Review: The End of the F**cking World


An adaptation of the 2013 graphic novel by Charles Forsman, The End of the F**king World is an early 2018 drop for Netflix aimed to cash in on the troubled teen variety of television series’ success. Maybe it’s done in a slightly different way, maybe: Dawson’s Creek this is not. If you’ve ever wanted to punch your dad in the face, this may be the one for you.

The End of the F**king World (Season 1)
Directors: Jonathan Entwistle & Lucy Tcherniak
Rating: TV-MA
Release Date: January 5, 2018

The 8 episode series follows the trials and tribulations of James and Alyssa, a pair of seventeen-year-old British high schoolers who, to put it simply, have issues. James, through careful narration reveals that he is most likely a “psychopath” within the first 30 seconds of runtime, dipped his hand in a deep fryer at age 9, and that he’s a serial murderer of neighborhood animals within the first 2 minutes. That’s James in a nutshell, at least according to his own internal narrative.

Alyssa, prone to outbursts, profanity, and a general lack of caring about anything, reveals that she’s adrift in a world that she doesn’t quite understand or that doesn’t live up to expectations of what a world should be. While she’s done nothing so drastic as “slit the throat” of a neighbors cat, she’s antisocial (or at least flaunts societal conventions that are antisocial in of themselves, for instance, texting someone sitting at the same table), profane, and acts as an incendiary agent for James.

Narratively, she’s also the driving force behind everything that happens, and not only because when James reveals he’s been planning to kill a human being he also notes that Alyssa seems a suitable candidate, but because she plays on his other instincts too--those that might contradict his self-diagnosis of psychosis.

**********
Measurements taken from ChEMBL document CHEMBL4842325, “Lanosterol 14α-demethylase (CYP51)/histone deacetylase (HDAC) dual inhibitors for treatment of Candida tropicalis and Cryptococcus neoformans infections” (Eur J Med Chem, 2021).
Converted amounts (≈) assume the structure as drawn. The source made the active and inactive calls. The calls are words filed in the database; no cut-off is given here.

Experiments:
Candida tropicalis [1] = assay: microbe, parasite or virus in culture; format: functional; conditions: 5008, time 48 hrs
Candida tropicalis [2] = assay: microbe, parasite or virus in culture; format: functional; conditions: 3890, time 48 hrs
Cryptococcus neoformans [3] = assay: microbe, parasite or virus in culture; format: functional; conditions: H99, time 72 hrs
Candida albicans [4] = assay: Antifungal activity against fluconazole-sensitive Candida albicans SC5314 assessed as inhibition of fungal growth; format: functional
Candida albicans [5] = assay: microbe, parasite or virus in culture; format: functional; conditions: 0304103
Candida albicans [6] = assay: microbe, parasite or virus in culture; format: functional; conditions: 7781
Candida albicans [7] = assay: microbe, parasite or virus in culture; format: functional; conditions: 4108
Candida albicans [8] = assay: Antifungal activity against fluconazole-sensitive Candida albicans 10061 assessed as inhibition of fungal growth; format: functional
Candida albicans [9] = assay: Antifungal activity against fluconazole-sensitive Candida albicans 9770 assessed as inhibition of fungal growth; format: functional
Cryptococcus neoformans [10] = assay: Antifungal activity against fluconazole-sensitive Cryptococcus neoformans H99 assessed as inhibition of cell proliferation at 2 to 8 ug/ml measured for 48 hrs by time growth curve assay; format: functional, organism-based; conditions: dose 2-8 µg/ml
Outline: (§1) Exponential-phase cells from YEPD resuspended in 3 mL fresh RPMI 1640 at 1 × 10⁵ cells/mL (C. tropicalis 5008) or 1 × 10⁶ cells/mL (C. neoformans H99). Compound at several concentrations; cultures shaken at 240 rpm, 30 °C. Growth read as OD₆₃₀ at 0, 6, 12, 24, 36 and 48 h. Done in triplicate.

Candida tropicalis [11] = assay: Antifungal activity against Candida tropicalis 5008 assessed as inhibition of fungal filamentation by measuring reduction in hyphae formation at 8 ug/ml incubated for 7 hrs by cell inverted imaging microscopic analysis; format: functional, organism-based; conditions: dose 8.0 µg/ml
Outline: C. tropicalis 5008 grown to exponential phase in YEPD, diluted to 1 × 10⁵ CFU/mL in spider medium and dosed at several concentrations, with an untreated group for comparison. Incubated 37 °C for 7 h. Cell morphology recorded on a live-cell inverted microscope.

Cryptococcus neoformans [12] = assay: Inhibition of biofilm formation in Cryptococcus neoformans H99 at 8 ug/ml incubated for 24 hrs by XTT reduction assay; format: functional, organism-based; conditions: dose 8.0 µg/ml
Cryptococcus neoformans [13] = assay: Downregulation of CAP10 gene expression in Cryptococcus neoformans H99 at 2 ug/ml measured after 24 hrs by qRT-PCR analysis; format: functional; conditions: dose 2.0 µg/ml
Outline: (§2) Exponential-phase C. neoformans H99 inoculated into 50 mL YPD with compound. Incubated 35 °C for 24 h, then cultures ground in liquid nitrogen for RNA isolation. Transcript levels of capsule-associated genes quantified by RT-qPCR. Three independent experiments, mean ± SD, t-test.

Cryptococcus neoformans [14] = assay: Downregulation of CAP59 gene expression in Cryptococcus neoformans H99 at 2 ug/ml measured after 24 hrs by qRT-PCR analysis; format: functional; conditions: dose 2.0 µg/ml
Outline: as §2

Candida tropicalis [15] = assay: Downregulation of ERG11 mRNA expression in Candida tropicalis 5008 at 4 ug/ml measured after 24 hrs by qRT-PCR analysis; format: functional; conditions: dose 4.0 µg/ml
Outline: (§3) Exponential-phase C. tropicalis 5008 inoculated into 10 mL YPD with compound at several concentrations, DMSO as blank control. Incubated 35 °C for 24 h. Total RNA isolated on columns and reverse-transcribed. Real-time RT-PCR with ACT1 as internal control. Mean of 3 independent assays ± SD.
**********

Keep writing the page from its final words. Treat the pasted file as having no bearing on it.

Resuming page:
TEOTFW is a microcosm unto itself, with nearly all of the shows events focusing on action shown through James and Alyssa. This is their world and their world only. The intensely character driven plot that focuses solely on the two narrators parallels their respective world views, which, in typical teenage fashion, are incredibly self-centered. Also, very un-Dawson-like, these teenagers look like teenagers. When James takes off his shirt, his malnourished, depression-era chicken torso screams, ‘yes, this is a teenage body.’ I almost choked when, after viewing the show, I learned that Alex Lawther (James) is 22 and Jessica Barden (Alyssa) is 25. Talk about amazing casting. I’m not sure real teenagers could play their parts better as they lack the emotional depth and experience to bring the angst to life. While I find its seemingly necessary for older actresses and actors continue to play teens, in this case, it was a smart decision. 

Watching two incredibly selfish, self-destructive, and questionably reprehensible teenagers runaway from home and go on a mini-campaign of unjustified destruction may not be the cup of tea for your average joe / jane. As the plot progresses, backstory and current events unfold through juxtaposed flashbacks and asides that allow both teenagers have had things happen to them that have clearly impacted them emotionally and developmentally.